I am just going to say it. I try to do too much. I always have. I suspect I always will. My life is marked by periods of furious bursts of working, living, adventuring, and intermittent crashes where I spend long days as an introvert in pajamas, indoors, sleeping long hours. As I get older, the ratio between the two types of days seems to be shifting. I have a hard time with this. Somehow I have always found rest...shameful. To stay home, to sleep extra, is to sacrifice life's short time that could be spent seeing or doing, for none of us are granted the time and means to cover the globe and endless possibilities of a life in this universe. Despite enjoying a weekend with books, purring kitties, and much needed sleep, I feel as though I have done nothing but squander the precious gift of August days in Alaska. Even if it kind of feels like October out there today, and it feels more like 2am than 5pm, the knowledge that no tomorrow is promised usually haunts me to continued efforts, explorations, or just exhaustion. But not this weekend. This weekend I was a slug.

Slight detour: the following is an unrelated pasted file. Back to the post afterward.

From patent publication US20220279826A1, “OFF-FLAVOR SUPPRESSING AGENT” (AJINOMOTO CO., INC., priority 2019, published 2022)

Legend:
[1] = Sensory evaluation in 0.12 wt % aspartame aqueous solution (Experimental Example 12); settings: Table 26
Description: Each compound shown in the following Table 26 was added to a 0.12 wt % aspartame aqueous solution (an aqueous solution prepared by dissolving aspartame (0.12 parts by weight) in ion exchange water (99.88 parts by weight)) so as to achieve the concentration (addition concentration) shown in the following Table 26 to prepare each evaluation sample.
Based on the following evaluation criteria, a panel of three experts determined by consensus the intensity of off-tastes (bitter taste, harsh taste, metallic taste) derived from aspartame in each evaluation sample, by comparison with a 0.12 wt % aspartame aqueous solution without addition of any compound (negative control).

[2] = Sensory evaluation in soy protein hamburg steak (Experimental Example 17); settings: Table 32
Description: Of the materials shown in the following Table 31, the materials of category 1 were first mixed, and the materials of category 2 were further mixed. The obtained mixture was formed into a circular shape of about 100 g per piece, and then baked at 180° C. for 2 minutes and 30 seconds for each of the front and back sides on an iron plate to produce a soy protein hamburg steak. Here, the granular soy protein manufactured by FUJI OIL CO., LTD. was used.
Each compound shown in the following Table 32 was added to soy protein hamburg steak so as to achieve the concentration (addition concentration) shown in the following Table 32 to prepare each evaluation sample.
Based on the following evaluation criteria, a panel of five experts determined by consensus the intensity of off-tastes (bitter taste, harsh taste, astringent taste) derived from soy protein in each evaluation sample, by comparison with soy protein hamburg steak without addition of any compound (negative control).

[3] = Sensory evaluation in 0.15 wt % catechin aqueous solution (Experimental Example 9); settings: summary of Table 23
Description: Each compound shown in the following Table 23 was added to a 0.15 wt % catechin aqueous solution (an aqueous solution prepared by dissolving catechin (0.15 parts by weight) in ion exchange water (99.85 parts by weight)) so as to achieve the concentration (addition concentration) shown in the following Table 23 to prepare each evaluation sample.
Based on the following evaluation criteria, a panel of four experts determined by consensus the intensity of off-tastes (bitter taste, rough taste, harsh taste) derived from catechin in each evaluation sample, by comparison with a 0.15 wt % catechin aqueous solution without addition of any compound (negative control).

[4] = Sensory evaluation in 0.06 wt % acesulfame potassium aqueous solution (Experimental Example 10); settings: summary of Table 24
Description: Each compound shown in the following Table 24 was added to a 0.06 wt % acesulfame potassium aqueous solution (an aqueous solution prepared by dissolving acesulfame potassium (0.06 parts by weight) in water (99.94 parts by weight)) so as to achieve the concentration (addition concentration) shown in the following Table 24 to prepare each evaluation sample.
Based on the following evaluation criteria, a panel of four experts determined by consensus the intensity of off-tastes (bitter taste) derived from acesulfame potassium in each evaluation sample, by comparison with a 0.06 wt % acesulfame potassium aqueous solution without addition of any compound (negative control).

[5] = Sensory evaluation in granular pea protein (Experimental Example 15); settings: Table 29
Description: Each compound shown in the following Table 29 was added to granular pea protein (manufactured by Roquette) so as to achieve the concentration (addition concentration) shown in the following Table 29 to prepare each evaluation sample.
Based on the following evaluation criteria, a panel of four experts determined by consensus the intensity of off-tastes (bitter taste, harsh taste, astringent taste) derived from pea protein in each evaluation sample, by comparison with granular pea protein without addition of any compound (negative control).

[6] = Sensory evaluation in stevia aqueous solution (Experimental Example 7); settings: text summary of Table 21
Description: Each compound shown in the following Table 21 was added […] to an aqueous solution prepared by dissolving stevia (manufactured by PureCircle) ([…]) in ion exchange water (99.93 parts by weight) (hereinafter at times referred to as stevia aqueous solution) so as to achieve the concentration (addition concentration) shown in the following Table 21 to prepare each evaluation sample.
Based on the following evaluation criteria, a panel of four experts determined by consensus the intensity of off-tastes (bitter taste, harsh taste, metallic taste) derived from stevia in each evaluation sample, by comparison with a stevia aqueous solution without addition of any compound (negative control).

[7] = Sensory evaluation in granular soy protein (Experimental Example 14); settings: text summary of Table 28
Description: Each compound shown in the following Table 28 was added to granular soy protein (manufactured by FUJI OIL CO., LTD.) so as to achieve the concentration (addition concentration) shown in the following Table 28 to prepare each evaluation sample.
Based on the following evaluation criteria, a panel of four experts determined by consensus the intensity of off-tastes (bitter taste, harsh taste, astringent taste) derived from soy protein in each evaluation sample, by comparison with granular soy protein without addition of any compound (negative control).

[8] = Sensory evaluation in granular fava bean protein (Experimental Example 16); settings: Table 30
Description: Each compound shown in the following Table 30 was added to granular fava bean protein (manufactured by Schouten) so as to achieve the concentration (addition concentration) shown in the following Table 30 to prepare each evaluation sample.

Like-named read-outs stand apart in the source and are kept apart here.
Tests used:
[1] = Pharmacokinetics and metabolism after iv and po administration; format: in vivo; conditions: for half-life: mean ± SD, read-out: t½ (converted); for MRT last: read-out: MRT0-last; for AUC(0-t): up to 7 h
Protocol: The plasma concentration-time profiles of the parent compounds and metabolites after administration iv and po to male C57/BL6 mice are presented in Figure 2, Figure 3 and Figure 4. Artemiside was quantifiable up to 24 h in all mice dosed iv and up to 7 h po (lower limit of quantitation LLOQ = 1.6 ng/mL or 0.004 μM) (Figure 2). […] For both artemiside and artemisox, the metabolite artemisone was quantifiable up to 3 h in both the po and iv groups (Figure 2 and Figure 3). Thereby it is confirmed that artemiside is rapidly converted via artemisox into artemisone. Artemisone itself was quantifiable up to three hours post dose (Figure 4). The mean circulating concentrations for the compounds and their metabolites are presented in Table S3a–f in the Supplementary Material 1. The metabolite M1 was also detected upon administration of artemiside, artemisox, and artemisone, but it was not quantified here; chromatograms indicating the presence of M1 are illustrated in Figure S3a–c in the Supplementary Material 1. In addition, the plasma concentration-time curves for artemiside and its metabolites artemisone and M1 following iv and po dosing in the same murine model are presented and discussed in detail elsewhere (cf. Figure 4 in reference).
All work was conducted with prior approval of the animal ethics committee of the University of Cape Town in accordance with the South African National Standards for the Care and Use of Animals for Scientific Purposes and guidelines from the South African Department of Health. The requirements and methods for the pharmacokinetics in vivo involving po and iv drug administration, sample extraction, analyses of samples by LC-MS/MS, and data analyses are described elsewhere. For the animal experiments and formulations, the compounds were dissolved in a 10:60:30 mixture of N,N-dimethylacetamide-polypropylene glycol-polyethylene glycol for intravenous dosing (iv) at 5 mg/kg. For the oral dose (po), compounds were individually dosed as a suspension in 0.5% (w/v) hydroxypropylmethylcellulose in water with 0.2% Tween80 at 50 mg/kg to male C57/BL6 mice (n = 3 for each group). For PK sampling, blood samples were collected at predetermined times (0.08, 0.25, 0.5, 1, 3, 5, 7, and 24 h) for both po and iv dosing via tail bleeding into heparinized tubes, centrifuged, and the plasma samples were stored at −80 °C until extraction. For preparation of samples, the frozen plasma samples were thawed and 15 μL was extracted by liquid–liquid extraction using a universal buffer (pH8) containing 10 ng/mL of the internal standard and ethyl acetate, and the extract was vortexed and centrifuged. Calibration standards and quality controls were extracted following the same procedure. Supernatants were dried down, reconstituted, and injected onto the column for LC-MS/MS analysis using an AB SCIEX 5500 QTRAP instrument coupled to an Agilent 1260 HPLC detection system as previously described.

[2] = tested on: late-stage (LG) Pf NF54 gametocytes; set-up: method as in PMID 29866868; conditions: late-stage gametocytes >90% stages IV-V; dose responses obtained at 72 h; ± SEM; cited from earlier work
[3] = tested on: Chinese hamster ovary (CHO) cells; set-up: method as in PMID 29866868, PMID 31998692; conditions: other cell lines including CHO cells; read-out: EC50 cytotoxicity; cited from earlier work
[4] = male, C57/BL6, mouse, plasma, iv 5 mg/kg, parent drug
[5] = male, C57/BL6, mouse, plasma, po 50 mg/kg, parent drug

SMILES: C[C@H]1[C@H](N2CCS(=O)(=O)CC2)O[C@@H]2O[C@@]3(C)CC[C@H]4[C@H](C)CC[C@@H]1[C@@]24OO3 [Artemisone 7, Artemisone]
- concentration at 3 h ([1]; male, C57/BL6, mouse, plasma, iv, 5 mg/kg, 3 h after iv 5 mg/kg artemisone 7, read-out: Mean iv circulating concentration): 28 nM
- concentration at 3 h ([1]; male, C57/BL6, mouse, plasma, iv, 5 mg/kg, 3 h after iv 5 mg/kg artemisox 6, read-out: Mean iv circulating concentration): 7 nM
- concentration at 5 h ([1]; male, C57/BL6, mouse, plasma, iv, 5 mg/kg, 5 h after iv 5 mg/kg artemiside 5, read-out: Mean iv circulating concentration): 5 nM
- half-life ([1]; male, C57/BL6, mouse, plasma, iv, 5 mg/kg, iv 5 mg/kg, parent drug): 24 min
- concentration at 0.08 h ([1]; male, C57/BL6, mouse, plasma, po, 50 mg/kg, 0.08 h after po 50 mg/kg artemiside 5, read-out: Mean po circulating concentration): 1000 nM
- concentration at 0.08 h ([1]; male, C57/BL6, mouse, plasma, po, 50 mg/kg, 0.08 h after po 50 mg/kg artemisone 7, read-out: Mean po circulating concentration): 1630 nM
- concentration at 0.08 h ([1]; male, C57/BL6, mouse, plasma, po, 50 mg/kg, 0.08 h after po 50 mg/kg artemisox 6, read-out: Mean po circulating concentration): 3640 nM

A fit pairing for this weekend is a book called "The Little Paris Bookshop," an excellent read. At present the main character is taking forever to recuperate from a period of mourning long delayed. He is learning what the mind, body, and soul need to heal. 'The hurting period' of the bereaved. It isn't yet clear what lies beyond yet.
So this weekend I rested my own weary body and mind, immersed in my book. I wrestled my guilts. There were the obvious guilts of wasted time and squandered days, even guilt at the loss of a friendship that died out some time back. Guilt at the relief of the end of tension. But mostly I read. Reading a good book makes me want to write my own stories, those that were real, that may be, and even those that flitted briefly at the dawn of consciousness after sleep but stayed with me for years. There would be summer meadows, dances in the rain, moments when hearts broke against one another, and, of course, a vampire or two.
The Panthers weathered the melodrama and melancholy of the day. Such things must not interrupt feeding time, nap time, or play time. So I have now finished my book, packed away the emotions it brought, and swear to find some new adventures this week. It should be easy. The phone has already been ringing from work (yes it's Sunday). And I have guests arriving on Friday. Some of the former Bermuda crew will be en route in a few days. Adventure, it seems, shall come knocking on my door this week after all.
The Little Paris Bookshop by Nina George...I challenge you to read it and not feel it. That's it for now!